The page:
|West Bank / Gaza Program||high||24.52||1.51||23.02||60K||250K||APR 2013||MAY 2013||E||D||Fragile states evaluation methodology and approach, based on the OECD/DAC guidance on evaluating fragile states.||Evaluation activities for the upcoming FY.|
Based on discussions with the program, evaluation deferred to FY 2013-2014.
|Ukraine Program||low||26.57||1.09||25.48||E||E||D||The Ukraine CDPF covers the period from 2009 to 2014.||Last evaluated in FY 2010-2011.|
|Pakistan Program||med||-||-||-||50K||200K||JAN 2013||OCT 2013||E||E/D||Country Program Evaluation Methodology||CDPF 2007-2015.||Evaluation activities for the upcoming FY.|
Last evaluated in FY 2005-2006.
|Afghanistan Program||high||90.81||3.81||87.00||60K||300K||OCT 2011||OCT 2014||E||E||E/D||Fragile states evaluation methodology and approach, based on the OECD/DAC guidance on evaluating fragile states.||Evaluation activities for the upcoming FY.|
Last evaluated in FY 2007-2008. Evaluability assessment conducted in FY2011-2012.The total budget for this evaluation is $600k. Since the evaluation spans two fiscal years, $300k will be spent in FY 2012-2013 and the remaining $300k will be spent in FY 2013-2014.
Program evaluation in the Risk and Results-Based Management and Accountability Framework for FY 2009-2010.
|Modest Presence County Program Evaluations|
|Benin, Burkina Faso, DR Congo, Kenya, Nigeria, Mongolia||med||65.77||3.75||62.02||E||D||Evaluation methodology to be determined based on common themes among this cluster, possibly Children and Youth and Food security.||FY 2012-2013 Disbursements are as follows:|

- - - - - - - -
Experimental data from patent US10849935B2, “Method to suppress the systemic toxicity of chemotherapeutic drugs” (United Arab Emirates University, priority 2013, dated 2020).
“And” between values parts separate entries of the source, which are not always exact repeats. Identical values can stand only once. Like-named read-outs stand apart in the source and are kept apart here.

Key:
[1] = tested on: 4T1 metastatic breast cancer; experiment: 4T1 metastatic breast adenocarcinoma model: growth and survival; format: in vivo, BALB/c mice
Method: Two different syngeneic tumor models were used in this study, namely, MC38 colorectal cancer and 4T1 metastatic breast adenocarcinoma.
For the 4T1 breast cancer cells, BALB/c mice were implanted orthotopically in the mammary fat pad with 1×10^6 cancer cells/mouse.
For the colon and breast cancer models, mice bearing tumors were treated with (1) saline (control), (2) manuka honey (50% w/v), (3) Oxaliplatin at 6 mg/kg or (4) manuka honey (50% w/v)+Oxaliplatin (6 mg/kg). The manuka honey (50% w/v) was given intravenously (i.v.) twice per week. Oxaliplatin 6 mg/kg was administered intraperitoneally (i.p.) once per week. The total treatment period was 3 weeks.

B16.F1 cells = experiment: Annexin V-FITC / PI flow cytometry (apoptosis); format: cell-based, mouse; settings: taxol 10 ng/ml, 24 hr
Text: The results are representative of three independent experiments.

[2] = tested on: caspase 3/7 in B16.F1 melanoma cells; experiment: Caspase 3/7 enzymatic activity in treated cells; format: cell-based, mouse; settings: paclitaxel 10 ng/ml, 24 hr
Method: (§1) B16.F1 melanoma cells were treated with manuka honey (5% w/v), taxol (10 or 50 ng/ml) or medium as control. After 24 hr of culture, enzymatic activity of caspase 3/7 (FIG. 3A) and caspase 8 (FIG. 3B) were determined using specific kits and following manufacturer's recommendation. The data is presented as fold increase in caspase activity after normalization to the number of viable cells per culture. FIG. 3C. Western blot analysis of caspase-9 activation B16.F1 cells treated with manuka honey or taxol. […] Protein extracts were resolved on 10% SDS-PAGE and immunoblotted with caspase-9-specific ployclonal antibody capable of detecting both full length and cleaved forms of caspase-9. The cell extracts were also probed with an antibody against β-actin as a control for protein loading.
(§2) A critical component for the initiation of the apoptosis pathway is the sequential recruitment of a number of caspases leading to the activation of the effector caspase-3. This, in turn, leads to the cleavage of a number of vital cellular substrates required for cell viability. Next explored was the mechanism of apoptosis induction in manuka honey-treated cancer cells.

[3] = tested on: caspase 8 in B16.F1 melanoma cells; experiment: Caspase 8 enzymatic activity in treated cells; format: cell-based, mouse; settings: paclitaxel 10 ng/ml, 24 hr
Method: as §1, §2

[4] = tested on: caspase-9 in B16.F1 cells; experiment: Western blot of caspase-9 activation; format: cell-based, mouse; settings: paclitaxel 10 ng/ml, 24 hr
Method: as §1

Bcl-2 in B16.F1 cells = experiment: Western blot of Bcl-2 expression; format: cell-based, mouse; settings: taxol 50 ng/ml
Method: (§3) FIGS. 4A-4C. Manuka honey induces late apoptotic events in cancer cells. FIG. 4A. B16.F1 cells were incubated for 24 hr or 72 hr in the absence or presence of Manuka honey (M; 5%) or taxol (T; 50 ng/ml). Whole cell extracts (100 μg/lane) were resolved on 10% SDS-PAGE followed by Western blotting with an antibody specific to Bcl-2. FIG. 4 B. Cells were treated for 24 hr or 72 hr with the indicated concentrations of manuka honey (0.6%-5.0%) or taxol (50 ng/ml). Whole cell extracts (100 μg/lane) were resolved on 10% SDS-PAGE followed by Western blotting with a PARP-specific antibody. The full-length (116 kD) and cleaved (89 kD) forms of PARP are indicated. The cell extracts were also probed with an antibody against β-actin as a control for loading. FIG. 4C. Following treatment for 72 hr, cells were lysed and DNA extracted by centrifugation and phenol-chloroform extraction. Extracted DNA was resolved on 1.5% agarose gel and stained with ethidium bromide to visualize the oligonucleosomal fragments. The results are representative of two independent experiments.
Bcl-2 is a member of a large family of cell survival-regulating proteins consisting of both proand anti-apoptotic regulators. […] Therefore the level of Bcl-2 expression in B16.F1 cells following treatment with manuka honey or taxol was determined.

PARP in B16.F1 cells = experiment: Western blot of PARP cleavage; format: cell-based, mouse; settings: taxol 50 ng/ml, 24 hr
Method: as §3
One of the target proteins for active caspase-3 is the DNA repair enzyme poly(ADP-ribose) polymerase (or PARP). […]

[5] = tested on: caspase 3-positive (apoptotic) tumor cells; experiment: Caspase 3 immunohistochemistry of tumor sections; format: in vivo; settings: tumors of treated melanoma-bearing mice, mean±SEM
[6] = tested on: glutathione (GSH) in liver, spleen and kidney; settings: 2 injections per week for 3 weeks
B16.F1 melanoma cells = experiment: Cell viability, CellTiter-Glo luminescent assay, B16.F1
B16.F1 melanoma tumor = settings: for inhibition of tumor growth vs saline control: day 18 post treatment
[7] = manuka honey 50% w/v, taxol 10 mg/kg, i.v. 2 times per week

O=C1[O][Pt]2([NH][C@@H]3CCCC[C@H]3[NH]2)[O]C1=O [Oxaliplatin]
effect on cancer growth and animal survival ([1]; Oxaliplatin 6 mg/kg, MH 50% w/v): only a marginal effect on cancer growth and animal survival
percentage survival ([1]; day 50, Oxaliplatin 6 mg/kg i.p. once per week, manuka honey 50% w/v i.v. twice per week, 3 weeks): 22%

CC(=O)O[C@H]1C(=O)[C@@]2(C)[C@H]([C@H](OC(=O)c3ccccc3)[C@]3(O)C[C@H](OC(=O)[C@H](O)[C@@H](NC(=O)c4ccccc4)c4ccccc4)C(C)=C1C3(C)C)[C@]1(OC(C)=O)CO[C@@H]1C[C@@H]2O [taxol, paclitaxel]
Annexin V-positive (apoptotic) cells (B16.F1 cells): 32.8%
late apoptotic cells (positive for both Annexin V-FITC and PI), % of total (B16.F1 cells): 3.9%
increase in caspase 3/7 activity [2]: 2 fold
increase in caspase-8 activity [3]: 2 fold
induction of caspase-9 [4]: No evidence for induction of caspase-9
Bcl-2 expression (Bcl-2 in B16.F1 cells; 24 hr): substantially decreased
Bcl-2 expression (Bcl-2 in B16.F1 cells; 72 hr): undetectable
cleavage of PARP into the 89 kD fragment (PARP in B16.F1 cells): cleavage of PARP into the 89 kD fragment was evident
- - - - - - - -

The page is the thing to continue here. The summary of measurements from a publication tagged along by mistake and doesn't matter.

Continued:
Burkina Faso: 1.86
DR Congo: 2.41
|Cuba, Guatemala, Nicaragua, Philippines, Sri Lanka, Egypt, Jordan, Morocco, South Africa||low||58.53||3.12||55.41||E||D||Evaluation methodology to be determined based on common themes among this cluster, possibly Sustainable Economic Growth.||FY 2012-2013 Disbursements are as follows:|
Sri Lanka: 3.00
South Africa: 2.99
Note: Guatemala contributes to SEG through food security and rural development programming.
|Inter-American Regional Program Pan-African Regional Program Southeast Asia Regional Program||sub||59.78||1.55||58.23||E||D||Evaluation methodology to be determined based on common themes among this cluster.||Reg. Inter-American Program was last evaluated in 11/12. The ED may consider making IAP a smaller component of the regional evaluation.|
FY 2012-2013 Disbursements are as follows:
Inter-American Regional Program: 2.72
Pan-African Regional Program: 9.63
Southeast Asia Regional Program: 1.96
|Partnerships with Canadians Programs|
|Economic Growth and Environmental Sustainability||sub||69.93||1.73||68.21||30K||100K||APR 2013||MAR 2014||E||D||Meta-synthesis approach.||Evaluation activities for the upcoming FY.|
The cost estimate is based upon ED’s experience doing other hybrid evaluations.
|Human Development||sub||87.95||1.92||86.04||E||D||Evaluation activities for the upcoming FY.|
|Knowledge Creation and Sharing||sub||62.42||1.14||61.28||E||D|
|Multilateral Programs16: Financial Institutions|
|Asian Development Bank||med||81.80||81.80||E/D||E||Note that the current replenishment goes until 2016/17, but given the recent evaluation, it would be too soon to evaluate in 2015-2016 to feed into the replenishment process.|
|African Development Bank||med||137.14||137.14||E||D||E||D||Evaluation activities for the upcoming FY.|
In order to feed into replenishment process the evaluation would need to take place in 2016-17.
|Caribbean Development Bank||med||21.00||21.00||E||D||Evaluation activities for the upcoming FY.|
This evaluation should take place in 2015-2016 in order to feed into the next replenishment.